Colourful illuminated advertisements serve not only informative role, but also shape a street’s character. After gaining popularity in Paris, Berlin and the United States, the time soon came for them to start appearing in Polish cities.
The first neon in Warszawa appeared in 1926 on the roof of Marconie’s Villa that is located at the junction of ul. Marszałkowska and Al. Jerozolimskie. As it was and advertisement for “Haberbusch and Schiele” brewery, it depicted a beer bottle with the label “Porter”. In case of Kraków, neon lighting presumably made its debut in 1935. It was located at ul. Wielopole, where it drew the attention of passers-by to “Ilustrowany Kuryer Codzienny”, a periodical published in Kraków between 1910-1939. Citizens of Kraków also remember an illuminated advertisement at Polonia hotel’s roof that read: “Use the services of the Soviet railways”. It was dismantled in 1990.
In the second half of the 50s, the so-called neonization plan, which was based on the development of illuminated advertisements for all streets, started to become a topic. People responsible for the preparation of the projects included fine artists, architects and painters, who often boldly experimented with the form. Neon had to be consistent with the urban space, while its concepts were created together with building projects.
The 60s and 70s are known as “the golden age of neon”. This form of advertisement was applied by both private companies and cultural institutions. And so, it was possible to admire the stylish lettering on the roof of the Ludowy Theater in Kraków, characteristic “Dancing” neon at ul. Nowy Świat in Warszawa or Gąska Balbinka, known from TV “Dobranocka” (“Bedtime show”), at ul. Więckowskiego in Łódź.
Partings and reunions
One of the best-known neon, called “Good evening in Wrocław” (installed in 1962), who complemented its elegant typography with a figure of a gentleman with a bowler hat and a flower in his hand. The neon was shut down in the 90s. However, thanks to the citizens’ initiative, it shone once again on the roof of a block of flats at ul. Piłsudskiego and welcomed travellers leaving Wrocław train station. On the other hand, the citizens of Warszawa can once again admire the slick ball throw depicted in “Volleyball” neon.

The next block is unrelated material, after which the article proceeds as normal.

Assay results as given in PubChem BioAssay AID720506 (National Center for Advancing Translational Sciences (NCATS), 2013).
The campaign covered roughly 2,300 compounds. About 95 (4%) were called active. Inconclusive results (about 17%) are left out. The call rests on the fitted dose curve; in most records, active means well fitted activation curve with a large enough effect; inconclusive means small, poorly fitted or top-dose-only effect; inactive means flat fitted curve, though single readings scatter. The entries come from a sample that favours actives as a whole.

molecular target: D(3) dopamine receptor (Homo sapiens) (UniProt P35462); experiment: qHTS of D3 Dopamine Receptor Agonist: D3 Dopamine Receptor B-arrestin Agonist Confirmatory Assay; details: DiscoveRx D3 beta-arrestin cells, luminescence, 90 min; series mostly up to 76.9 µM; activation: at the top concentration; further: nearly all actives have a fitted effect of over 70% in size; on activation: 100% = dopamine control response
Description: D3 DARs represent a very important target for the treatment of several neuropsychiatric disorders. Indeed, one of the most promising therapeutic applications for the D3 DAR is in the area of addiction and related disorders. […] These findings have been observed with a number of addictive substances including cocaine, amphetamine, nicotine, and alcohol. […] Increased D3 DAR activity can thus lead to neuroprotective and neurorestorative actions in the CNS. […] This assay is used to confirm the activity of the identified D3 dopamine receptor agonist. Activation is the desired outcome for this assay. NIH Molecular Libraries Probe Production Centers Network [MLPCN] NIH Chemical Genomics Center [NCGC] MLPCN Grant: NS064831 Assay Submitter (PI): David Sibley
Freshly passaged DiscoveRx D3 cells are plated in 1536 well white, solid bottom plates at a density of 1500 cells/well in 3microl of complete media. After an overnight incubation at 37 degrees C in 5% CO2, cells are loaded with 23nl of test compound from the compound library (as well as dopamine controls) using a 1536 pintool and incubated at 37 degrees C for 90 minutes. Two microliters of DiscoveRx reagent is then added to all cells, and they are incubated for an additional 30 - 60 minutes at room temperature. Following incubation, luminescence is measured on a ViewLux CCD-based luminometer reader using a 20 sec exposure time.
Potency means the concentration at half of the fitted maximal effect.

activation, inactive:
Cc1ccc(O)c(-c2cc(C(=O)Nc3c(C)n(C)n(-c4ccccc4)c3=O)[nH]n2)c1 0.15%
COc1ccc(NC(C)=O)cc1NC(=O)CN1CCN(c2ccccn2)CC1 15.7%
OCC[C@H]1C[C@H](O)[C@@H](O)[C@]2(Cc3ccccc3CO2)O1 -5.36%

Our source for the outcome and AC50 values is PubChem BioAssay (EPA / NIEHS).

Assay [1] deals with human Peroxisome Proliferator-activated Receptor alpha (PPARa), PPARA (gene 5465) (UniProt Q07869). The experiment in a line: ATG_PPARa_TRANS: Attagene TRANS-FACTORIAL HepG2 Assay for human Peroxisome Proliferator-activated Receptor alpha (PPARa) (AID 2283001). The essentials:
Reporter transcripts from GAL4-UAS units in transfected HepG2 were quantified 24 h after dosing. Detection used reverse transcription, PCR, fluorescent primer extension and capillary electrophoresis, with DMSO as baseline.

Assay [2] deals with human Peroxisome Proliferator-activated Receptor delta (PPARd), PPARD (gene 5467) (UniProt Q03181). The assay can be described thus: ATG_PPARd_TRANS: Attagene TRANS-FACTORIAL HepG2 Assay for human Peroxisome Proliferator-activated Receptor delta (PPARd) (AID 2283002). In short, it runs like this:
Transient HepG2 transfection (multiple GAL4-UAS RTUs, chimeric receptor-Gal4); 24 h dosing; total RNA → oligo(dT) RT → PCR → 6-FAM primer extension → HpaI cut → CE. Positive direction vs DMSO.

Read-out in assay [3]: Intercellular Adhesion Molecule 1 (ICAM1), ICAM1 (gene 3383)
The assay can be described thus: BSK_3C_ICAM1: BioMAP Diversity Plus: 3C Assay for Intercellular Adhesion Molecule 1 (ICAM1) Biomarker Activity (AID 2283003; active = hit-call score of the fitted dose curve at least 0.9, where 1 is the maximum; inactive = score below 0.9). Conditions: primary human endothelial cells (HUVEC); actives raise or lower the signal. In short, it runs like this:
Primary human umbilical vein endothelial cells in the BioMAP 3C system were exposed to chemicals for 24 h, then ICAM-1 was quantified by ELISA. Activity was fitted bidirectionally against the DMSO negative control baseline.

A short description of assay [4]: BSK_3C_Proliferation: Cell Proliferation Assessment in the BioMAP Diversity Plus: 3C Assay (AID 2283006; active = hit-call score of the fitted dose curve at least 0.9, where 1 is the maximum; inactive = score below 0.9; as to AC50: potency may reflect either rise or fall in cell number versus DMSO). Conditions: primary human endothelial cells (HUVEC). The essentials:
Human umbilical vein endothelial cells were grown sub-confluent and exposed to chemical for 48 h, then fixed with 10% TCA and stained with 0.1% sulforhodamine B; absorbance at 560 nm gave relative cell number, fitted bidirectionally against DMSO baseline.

Designed by Jan Mucharski in 1960, the neon was renovated and returned to its glamour at Plac Konstytucji in Warszawa in 2016. Paulina Ołowska was also involved in the process of renewing the “Markiza” neon that advertised a confectionery in Kraków. If you would like to see the famous “Markiza” in colour, you should go to Nowa Huta Central Square at dusk.
After flourishing decades, neon started facing hard times. Due to energy crisis, many of them stopped glowing and, in result, fell into oblivion or were removed. With the advent of the new political system, neon began to be replaced by more modern forms of advertising. Today, it is safe to say that neon is coming back in fashion, as it is used by popular clubs, cafes and restaurants. This trend can be seen if you go to ul. Dolnych Młynów 10 in Kraków – neon signboards are used by several local premises and cafes.
Furthermore, the coffee bar club “Warszawa Powiśle” in the capital city has the whole community astir. Both the building itself and the illuminated inscription have been restored and every weekend a group of regular visitors gathers under the former PKP ticket window to enjoy it. You should definitely not miss the first Polish Neon Museum in Kamionek in Warszawa, located in Soho Factory. Ilona Karwińska and David S. Hill, museum managers, have been gathering old neon signs since 2010 and saving them from oblivion, as well as documenting the art of their creators.
For the house and the office
The light art is also an inspiration for manufactories and artistic studios. The offer of such brands as Loftlight, Light My Fire, Neonlove or Twórczywo includes handmade lamps, ledon lamps or decorative bulbs. They can not only serve as an original decoration, but also create the right atmosphere and highlight the unique style of a room. And while it is obvious that neon looks best in the urban space, you can successfully transfer its magic to interiors.